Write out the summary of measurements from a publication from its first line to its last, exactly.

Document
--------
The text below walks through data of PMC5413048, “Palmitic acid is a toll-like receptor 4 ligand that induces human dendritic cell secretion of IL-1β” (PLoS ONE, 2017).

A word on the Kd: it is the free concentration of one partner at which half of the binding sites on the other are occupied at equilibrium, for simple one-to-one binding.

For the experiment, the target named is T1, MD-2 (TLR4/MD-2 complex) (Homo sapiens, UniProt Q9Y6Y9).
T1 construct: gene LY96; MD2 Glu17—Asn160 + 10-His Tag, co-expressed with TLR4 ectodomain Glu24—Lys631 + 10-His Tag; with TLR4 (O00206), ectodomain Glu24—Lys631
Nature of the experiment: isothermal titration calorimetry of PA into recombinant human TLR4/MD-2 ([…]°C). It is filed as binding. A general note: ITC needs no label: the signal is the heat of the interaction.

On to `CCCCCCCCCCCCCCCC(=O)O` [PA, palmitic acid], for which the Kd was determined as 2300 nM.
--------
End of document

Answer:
The text below walks through data of PMC5413048, “Palmitic acid is a toll-like receptor 4 ligand that induces human dendritic cell secretion of IL-1β” (PLoS ONE, 2017).

A word on the Kd: it is the free concentration of one partner at which half of the binding sites on the other are occupied at equilibrium, for simple one-to-one binding.

For the experiment, the target named is T1, MD-2 (TLR4/MD-2 complex) (Homo sapiens, UniProt Q9Y6Y9).
T1 construct: gene LY96; MD2 Glu17—Asn160 + 10-His Tag, co-expressed with TLR4 ectodomain Glu24—Lys631 + 10-His Tag; with TLR4 (O00206), ectodomain Glu24—Lys631
Nature of the experiment: isothermal titration calorimetry of PA into recombinant human TLR4/MD-2 ([…]°C). It is filed as binding. A general note: ITC needs no label: the signal is the heat of the interaction.

On to `CCCCCCCCCCCCCCCC(=O)O` [PA, palmitic acid], for which the Kd was determined as 2300 nM.